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At a certain point, you’ve watched everything you want to watch on Netflix, and it’s time for something else to do. As millions and millions of Americans are spending more time at work, video game-based Internet traffic has surged. If you’re looking to get back into video games after a long hiatus — or you’re just ready to upgrade your old console — you'd be joining many others. But not all video game consoles offer the same experience or access. For one, they don't all run the same video games. And, of course, different video game consoles carry different price tags.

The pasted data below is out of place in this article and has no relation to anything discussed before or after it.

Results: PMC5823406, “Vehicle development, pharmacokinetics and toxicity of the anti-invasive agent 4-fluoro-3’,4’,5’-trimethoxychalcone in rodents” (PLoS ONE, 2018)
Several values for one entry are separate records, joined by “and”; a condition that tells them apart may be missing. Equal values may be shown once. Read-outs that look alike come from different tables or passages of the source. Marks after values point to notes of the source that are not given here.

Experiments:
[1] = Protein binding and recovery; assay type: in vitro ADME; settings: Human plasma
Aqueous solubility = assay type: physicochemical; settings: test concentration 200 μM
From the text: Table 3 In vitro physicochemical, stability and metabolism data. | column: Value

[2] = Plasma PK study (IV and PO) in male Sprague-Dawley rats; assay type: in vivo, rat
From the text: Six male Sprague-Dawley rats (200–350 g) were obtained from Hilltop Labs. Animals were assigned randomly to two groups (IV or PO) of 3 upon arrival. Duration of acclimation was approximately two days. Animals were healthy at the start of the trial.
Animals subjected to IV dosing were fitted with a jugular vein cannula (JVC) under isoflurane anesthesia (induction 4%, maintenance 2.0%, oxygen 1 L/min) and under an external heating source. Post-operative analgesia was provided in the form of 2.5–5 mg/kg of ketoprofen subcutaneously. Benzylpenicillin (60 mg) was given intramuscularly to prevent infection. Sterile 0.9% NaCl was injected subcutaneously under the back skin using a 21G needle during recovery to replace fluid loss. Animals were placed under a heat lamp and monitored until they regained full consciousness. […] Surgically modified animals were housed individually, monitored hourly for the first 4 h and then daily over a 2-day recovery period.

Both Sony and Microsoft have already announced their next-generation consoles, the PlayStation 5 and Xbox Series X. They’re currently slated to be released in time for the 2020 holiday season, though we don’t yet know if the coronavirus pandemic and its effect on the economy may delay things. Besides, it often takes new consoles time to ramp up. Many folks prefer to stick with previous-generation hardware until the new consoles have a wide selection of games, a price drop or a second edition or refresh (like the PS4 Slim or Xbox One S, which were released later in each platform’s lifecycle). So which video game console is right for you? To help guide you, here are the best video game systems to keep you busy, as well as some of the top games on each gaming console and what you need to know before logging in.
In this article
- Choosing the best video gaming console for you
- Sony PlayStation gaming consoles
- Microsoft’s Xbox gaming consoles